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U.S. Moves $2B Silk Road Bitcoin Ahead of Potential Sale, On-Chain Clues Suggest

On April 3, U.S. authorities initiated a significant step toward liquidating $2 billion worth of Bitcoin seized from the Silk Road, with a test transaction to Coinbase signaling imminent sale. This move marks a pivotal moment in the government's handling of digital assets obtained from criminal investigations following a March sale of 10,000 BTC.

Test Transaction Signals Imminent Sale of $2B in Seized Silk Road Bitcoin

According to on-chain data (via Bloomberg), a 0.001 BTC test transaction, part of an enormous stash of approximately 30,174 BTC worth $2 billion, was transferred. The U.S. government moved the funds associated with the infamous Silk Road marketplace.

Coinbase, the largest cryptocurrency exchange in the United States, accepted transactions from these Silk Road funds. Arkham Intelligence first identified the source of the BTC and its destination at Coinbase. The goal of this transaction is to sell the coins, as it has done in the past.

According to a court filing, the U.S. government sold 10,000 bitcoins related to Silk Road in March for just over 9,861 BTC worth $216 million.

As in this case, this event was preceded by three on-chain transactions sent a few weeks before the sale was revealed in a court filing. The United States Marshals Service is one of the largest Bitcoin sellers. According to researcher Jameson Lopp's data, the U.S. Marshals assisted the U.S. government in selling 195,000 bitcoins.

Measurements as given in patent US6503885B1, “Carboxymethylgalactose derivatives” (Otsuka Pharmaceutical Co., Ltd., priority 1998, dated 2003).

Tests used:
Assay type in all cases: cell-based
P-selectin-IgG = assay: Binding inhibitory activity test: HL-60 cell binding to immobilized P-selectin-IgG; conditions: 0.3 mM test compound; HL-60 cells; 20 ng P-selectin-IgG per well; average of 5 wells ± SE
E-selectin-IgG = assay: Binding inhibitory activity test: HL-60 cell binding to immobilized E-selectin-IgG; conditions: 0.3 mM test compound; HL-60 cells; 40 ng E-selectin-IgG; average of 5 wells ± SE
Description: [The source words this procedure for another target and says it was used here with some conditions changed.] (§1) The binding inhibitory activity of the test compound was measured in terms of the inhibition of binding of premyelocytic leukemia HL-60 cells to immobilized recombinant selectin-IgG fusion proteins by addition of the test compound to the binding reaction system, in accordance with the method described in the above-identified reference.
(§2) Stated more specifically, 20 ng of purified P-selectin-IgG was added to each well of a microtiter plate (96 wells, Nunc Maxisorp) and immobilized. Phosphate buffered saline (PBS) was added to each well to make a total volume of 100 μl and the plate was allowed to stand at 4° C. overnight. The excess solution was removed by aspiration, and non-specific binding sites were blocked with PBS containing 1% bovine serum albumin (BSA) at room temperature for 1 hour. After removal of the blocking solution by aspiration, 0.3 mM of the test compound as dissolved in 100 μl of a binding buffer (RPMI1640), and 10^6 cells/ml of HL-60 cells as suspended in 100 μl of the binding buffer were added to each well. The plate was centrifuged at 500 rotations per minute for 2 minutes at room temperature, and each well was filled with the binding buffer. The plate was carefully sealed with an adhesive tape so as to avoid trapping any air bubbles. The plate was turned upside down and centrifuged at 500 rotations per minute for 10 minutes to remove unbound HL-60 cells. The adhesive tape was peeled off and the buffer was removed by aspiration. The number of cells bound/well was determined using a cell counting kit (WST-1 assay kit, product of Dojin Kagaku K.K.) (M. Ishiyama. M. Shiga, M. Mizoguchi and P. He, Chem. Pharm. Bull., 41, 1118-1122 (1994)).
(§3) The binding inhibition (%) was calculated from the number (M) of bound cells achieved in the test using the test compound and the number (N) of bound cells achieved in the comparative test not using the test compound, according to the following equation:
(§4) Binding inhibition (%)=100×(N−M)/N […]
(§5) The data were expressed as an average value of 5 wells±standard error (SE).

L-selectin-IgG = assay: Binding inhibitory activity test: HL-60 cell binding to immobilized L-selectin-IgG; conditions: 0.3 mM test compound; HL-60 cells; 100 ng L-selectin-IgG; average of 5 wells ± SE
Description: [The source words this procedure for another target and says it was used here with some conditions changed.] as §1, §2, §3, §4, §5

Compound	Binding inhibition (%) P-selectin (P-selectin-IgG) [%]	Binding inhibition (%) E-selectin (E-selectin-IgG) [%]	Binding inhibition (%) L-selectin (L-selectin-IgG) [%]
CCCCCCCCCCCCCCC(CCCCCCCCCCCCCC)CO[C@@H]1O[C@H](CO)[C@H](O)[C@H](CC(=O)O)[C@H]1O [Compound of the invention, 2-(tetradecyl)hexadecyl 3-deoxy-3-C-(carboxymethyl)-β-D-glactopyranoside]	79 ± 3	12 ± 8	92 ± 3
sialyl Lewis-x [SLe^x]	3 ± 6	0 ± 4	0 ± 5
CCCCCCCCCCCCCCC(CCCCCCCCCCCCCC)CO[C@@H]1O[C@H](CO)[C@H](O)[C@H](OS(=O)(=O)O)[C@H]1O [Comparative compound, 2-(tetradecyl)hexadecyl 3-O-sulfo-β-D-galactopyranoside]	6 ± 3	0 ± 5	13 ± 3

Despite efforts by U.S. lawmakers to have the agency hold these funds as a strategic asset, it has continued to sell the funds following its mandate, the role of the United States. Marshalls Service intends to sell assets confiscated during criminal investigations.

DOJ Transfers $2B Silk Road Bitcoin to New Wallet Ahead of Potential Liquidation

Approximately $2 billion in Bitcoin previously seized by U.S. authorities and linked to the Silk Road marketplace has been transferred to a new address.

According to blockchain data from April 2, a wallet associated with the U.S. The Justice Department initiated a 0.001 BTC transaction to a Coinbase Prime address, possibly as a test transaction. Shortly after, the same wallet transferred 30,174 BTC, or approximately $2 billion at publication, to a new address. Online sleuths identified the DOJ wallet as the one containing Bitcoin seized from James Zhong, who was convicted of "unlawfully obtaining" cryptocurrency from Silk Road in 2022.

Zhong stole over 50,000 bitcoins from Silk Road in 2012. In 2021, U.S. authorities raided his property and discovered tricky wallets containing Bitcoin, including one "on a single-board computer that was submerged under blankets in a popcorn tin." Most of the seized cryptocurrency was sent to the address that moved more than 30,000 BTC on April 2.

In March 2023, U.S. government officials reported that they had sold roughly 9,861 BTC of the cryptocurrency seized from Zhong for more than $215 million, leaving approximately 40,000 BTC. The April 2 transaction came after the price of Bitcoin fell by more than 7% to $65,475 at the time of publication.

The Silk Road marketplace, which has been defunct for over a decade, allowed users to buy and sell illicit goods such as weapons, drugs, and stolen credit card information. In 2013, U.S. authorities arrested its creator, Ross Ulbricht. He is currently serving two life sentences without the possibility of parole.

Photo: Microsoft Bing

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